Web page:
Small Town Noir is dedicated to recovering the life stories behind mug shots from the vanished golden age of one American town.

The men and women in these mug shots are nobody special, but they saw things that none of us will ever see. They were all arrested in New Castle, a small town in western Pennsylvania, right over by the Ohio border. It was once one of the most industrially productive cities in America, but all that’s gone now.

At the beginning of the 20th century, New Castle was a boom town – its population almost tripled between 1890 and 1900 as thousands of immigrants from Europe and across America arrived to work in its tin plate mills, steel factories, ceramics works, foundries and paper mills. The depression of the 1930s hit the town as hard as anywhere else, but world war two and the Korean war kept its manufacturing base going. The population peaked at 48,834 in 1950, but it was downhill from there. Today, around 28,000 people live in New Castle. The unemployment rate is twice the national average.

The mug shots on this site date from the 1930s to the 1950s – from the temporary slump of the great depression to the terminal slump that followed Korea. Those decades also happen to correspond to the classic era of American crime cinema, from the Warner Brothers gangster movies of the 1930s to the noirs of the 1940s and 1950s, and the faces in the photographs wouldn’t look out of place in the background of any thriller from Little Caesar in 1931 to Touch of Evil in 1958.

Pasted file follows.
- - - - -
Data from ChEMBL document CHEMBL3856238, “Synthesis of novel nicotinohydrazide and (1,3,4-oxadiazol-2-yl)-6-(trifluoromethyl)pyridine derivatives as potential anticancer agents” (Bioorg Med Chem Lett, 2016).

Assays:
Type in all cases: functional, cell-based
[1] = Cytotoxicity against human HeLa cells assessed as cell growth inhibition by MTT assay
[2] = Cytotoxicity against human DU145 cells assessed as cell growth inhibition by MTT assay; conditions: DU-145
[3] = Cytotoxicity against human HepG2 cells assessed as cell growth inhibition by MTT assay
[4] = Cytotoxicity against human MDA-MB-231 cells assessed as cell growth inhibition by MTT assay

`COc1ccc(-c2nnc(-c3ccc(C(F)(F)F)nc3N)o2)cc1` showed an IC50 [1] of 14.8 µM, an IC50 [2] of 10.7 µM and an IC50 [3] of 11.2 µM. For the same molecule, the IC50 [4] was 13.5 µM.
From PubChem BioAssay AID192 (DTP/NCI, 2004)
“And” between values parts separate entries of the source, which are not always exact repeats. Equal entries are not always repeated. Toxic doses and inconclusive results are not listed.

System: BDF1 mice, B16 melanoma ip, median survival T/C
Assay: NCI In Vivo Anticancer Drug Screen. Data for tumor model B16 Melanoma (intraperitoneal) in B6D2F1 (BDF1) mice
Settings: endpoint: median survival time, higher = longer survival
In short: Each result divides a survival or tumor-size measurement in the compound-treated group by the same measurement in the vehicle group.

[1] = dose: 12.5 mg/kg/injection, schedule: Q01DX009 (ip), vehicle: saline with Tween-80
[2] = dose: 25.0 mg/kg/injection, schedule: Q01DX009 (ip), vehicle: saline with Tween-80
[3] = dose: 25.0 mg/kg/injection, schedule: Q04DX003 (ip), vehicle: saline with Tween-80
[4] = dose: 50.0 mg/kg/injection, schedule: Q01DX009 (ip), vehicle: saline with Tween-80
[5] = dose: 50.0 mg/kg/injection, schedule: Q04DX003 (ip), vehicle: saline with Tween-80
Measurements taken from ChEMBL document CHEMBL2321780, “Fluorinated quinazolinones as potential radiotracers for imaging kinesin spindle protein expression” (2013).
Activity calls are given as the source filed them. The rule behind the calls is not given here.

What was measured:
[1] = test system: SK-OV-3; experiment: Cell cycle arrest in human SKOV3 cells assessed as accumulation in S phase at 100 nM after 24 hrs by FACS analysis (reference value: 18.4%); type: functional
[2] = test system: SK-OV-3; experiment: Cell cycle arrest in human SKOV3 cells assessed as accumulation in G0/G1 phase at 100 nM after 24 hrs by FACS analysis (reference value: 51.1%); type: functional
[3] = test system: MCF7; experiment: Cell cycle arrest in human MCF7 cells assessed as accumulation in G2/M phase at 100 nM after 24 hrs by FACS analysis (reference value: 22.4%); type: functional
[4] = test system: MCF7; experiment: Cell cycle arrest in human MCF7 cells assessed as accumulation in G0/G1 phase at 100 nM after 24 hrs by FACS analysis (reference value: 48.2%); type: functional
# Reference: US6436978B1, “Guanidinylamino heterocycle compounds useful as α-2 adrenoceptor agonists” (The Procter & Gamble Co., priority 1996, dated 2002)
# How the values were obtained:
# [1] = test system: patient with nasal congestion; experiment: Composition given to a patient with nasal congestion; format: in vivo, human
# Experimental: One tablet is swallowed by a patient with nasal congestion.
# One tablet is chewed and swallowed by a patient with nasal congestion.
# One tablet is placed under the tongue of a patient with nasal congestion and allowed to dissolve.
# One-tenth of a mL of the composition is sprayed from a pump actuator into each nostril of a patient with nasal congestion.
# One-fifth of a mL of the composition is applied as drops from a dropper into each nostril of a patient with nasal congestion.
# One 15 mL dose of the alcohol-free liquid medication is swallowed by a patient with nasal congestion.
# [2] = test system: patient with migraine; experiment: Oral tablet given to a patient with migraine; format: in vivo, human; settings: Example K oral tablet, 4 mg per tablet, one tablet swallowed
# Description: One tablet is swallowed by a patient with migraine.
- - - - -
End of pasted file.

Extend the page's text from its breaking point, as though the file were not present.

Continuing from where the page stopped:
I write another blog, The Unsung Joe. It’s about unknown extras and bit-part players in old Hollywood films — the kind of people who played the waiters, the cab drivers, the passers-by in the street. It’s surprising how much you can find out about them, about their hopes for their careers, about their disappointments, their tragedies and their joys. Then again, they lived in Hollywood at a time when it was the centre of the imaginative life of most of the western world, and anything that happened there was reported in gossip columns, magazines and newspapers wherever English was spoken.

That was never the case with New Castle. However, the New Castle News – the local paper, still going today – diligently recorded the goings-on in the town and made sure that its readers knew who had visited whose house for dinner, who had been sent to war, who had drunkenly crashed their car, who had gone to jail. The record is patchy, of course, but it’s possible to piece together some of the stories of the people who were arrested all those decades ago and, in doing so, catch a glimpse of what life was like in that long-gone town.